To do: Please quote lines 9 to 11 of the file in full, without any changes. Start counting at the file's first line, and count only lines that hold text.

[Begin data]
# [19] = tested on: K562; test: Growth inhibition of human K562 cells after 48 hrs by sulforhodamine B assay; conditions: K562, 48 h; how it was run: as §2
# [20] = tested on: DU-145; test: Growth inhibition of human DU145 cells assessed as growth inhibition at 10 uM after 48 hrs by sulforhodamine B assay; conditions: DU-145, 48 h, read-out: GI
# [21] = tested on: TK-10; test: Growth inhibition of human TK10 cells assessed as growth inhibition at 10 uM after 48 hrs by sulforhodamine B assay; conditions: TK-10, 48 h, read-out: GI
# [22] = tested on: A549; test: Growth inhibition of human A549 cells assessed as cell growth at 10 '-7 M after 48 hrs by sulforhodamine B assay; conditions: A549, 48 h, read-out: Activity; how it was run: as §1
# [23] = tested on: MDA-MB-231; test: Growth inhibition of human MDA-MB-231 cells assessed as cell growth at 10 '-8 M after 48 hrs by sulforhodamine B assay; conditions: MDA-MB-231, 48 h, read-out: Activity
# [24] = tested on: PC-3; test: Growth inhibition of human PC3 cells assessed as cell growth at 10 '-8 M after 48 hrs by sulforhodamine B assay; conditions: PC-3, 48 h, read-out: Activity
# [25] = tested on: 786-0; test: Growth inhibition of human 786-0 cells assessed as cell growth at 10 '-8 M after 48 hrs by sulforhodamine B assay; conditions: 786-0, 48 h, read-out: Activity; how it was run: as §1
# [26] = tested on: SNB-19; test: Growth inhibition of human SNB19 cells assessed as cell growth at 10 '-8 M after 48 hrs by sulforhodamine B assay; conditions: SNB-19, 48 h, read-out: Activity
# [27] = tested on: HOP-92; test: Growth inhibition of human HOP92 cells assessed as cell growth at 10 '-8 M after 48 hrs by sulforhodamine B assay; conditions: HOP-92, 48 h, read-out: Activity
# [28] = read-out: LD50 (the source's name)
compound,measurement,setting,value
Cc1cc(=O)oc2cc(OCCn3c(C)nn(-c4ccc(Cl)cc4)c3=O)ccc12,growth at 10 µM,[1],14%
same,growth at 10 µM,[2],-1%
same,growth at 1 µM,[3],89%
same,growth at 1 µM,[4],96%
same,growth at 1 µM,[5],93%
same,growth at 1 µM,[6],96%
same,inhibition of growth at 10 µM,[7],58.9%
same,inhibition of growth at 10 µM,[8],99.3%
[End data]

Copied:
# [27] = tested on: HOP-92; test: Growth inhibition of human HOP92 cells assessed as cell growth at 10 '-8 M after 48 hrs by sulforhodamine B assay; conditions: HOP-92, 48 h, read-out: Activity
# [28] = read-out: LD50 (the source's name)
compound,measurement,setting,value